OpenAI's ChatGPT will soon hear, see and talk

OpenAI's ChatGPT will soon hear, see and talk


29 September 2023

As the OpenAI chatbot extends its functionality, ChatGPT will soon be able to listen and converse to its users, as well as see photographs posted to it.

According to OpenAI, the new, more "intuitive" interface, which will be released in the coming weeks, will allow individuals to have discussions with ChatGPT and see chatbot pictures, which can then be debated.

Users, for example, will be able to take photos of landmarks and upload them to ChatGPT to assist identify them, according to the AI business. Users may even photograph their refrigerator and ask the chatbot to recommend meal alternatives or show it a math issue.

OpenAI wrote in its announcement,

You can now show ChatGPT one or more images. Troubleshoot why your grill won’t start, explore the contents of your fridge to plan a meal or analyse a complex graph for work-related data.

The drawing tool in the ChatGPT mobile app will also allow users to focus on a specific section of the image. The voice and photos services will first be offered to Plus and Enterprise customers in the next two weeks, with the images tool available on all platforms. The capability will eventually be made available to developers and free version users.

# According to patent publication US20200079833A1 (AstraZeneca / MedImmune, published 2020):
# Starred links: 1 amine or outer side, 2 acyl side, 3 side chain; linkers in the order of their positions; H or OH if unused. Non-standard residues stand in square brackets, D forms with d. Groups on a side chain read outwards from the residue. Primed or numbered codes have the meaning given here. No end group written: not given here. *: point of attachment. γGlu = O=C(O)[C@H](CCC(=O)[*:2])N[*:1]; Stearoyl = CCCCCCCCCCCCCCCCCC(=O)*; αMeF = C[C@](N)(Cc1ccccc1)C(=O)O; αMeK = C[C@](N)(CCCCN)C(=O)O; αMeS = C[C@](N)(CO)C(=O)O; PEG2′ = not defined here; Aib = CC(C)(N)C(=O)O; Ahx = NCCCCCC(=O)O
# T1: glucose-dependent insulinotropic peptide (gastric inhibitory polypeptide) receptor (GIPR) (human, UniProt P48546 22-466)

Powerful AI assistants have long appeared in science fiction, but they are gradually becoming a reality. Microsoft just introduced an AI copilot for Windows 11 that is set to take AI help to the next level. Users may ask Copilot to execute a number of activities, ranging from requesting it to play music on a favourite music app to organizing several windows on a single screen to summarizing content on webpages.

OpenAI revealed its new enterprise-grade ChatGPT solution last month, which includes increased privacy and security, unrestricted higher-speed access to GPT-4, extended context windows for processing lengthier inputs, and other enhancements. Earlier this year, OpenAI faced a major class-action lawsuit from a US law firm on the grounds that it scraped the internet to train ChatGPT, potentially violating the rights of millions.

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